What Happened To The Real Valerie Solanas? 'AHS: Cult' Takes A Trip To The Past
In the promo for American Horror Story: Cult Episode 7, "Valerie Solanas Died For Your Sins: Scumbag," viewers can catch their first glimpse of Lena Dunham playing radical feminist and attempted Andy Warhol assassin Valerie Solanas. The character is based on a real person, but it's hard to say how true to reality the episode will be before it airs. That's why it's worth asking what happened to the real Valerie Solanas — just to see if AHS: Cult stays close to the real story or will take a few fictional leaps.
The real Valerie Solanas was a controversial figure. She penned a work called The SCUM Manifesto (which stood for "the Society of Cutting Up Men") that called for the elimination of both money and men, claiming that both should be eradicated from society. While some believed her writing to be satirical, others weren't so sure, especially because she went on to commit such a violent crime. Solanas' attempted murder of Andy Warhol gained her more attention than her writing did, even resulting in a 1996 movie about the event called I Shot Andy Warhol.
It's likely to be a part of Solanas' story on AHS: Cult, too. Evan Peters will be playing Warhol in the episode, and the trailer shows Dunham-as-Valerie wielding a gun. But what brought the real-life Solanas to that point?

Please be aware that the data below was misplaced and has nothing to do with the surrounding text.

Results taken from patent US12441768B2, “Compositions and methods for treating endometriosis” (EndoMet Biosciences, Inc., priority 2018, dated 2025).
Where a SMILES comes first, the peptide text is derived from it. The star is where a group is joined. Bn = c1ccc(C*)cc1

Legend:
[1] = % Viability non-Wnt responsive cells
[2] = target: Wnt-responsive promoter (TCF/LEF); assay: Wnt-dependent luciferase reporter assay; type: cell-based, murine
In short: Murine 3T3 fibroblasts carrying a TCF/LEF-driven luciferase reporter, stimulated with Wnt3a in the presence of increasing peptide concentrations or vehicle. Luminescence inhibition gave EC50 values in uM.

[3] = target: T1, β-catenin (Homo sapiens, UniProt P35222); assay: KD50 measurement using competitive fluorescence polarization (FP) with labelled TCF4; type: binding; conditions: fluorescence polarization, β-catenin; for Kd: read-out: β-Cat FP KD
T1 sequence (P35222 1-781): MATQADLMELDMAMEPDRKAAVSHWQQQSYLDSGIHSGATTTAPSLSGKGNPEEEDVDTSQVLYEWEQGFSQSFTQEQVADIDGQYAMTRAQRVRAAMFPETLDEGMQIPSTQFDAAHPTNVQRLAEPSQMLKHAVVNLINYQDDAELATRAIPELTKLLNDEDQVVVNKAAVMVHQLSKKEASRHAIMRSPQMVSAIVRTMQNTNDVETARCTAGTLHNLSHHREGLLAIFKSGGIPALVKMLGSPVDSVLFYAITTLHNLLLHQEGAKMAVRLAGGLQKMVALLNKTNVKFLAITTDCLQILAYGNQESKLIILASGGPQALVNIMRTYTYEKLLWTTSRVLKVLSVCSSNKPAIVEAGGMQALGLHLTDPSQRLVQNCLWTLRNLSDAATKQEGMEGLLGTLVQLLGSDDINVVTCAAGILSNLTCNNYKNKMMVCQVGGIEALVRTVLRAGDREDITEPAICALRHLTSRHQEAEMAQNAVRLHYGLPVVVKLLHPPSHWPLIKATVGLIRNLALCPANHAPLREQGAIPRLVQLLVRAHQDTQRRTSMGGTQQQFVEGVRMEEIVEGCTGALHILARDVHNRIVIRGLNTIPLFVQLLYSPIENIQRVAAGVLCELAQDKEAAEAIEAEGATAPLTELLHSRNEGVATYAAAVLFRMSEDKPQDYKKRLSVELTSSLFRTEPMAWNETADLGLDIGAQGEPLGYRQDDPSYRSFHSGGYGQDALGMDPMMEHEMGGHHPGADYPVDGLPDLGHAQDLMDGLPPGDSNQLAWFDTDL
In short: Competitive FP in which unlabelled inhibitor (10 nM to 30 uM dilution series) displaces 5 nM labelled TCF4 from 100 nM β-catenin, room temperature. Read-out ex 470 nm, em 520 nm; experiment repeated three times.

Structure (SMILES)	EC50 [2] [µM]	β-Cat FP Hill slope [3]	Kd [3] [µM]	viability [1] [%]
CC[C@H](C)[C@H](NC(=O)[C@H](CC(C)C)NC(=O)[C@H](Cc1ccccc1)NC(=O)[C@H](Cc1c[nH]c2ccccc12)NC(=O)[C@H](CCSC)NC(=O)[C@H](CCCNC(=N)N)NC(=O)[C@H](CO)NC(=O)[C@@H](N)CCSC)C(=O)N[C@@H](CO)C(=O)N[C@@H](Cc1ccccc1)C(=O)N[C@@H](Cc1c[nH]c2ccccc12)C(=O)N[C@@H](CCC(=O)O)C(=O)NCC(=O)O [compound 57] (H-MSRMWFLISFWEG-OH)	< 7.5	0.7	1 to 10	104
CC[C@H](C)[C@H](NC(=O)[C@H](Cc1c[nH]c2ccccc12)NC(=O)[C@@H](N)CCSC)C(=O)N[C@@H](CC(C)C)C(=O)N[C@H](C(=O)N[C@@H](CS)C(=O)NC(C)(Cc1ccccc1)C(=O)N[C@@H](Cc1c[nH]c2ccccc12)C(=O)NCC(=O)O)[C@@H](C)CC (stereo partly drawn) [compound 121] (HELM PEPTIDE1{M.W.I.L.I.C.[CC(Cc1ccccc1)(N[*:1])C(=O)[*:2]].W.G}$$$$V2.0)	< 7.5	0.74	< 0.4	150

Solanas and Warhol crossed paths in New York City in the '60s, but even as an avowedly edgy artist, Warhol thought Solanas was a little out there. She pushed Warhol to produce her new play, but he passed on it because, according to the New York Times, he found it so obscene that he thought it might have been an attempt at police entrapment. A friend of Warhol's told the New York Daily News in 1968 that Solanas was "a strange character" and said she had "been bothering Andy a long time," calling her play "so vile and filthy it turned my stomach. Andy kept turning her off, but he was just too nice a guy to give her a complete brushoff."
When Warhol later told Solanas he had lost her manuscript, she became deeply offended. He cast her in his film I, Man but apparently that did little to smooth things over because on June 3, 1968, Solanas tried to kill Warhol. She went to the Factory, Warhol's studio, and waited for hours for him to arrive. He was accompanied by his assistant Fred Hughes, executive producer Paul Morrissey, and art magazine editor Mario Amaya. They made some small talk before a phone call pulled Warhol into another room, at which point Solanas started shooting. Shortly after the incident, Hughes described her to the Village Voice as confused and agitated. Everyone survived Solanas' attack, but not without injury.
Amaya was shot in the hip, but Warhol suffered the most damage and spent two months in the hospital after the shooting. His lungs, esophagus, spleen, liver, and stomach had all been hit in the attack. He never quite recovered, emotionally or physically, and became terrified of hospitals and surgery. Solanas turned herself in after fleeing the scene and, in the immediate aftermath, had this to say about her motive: "I have a lot of very involved reasons. Read my manifesto and it will tell you what I am."
Solanas was diagnosed with paranoid schizophrenia and spent a year institutionalized before she was deemed competent to stand trial. She was sentenced to three years for assault and possession of a deadly weapon, with one already served. Upon her release, she moved out west. Solanas died of pneumonia in 1988.
AHS: Cult might not tell her whole story, but it seems like it will explore the event that defined so much of her life.
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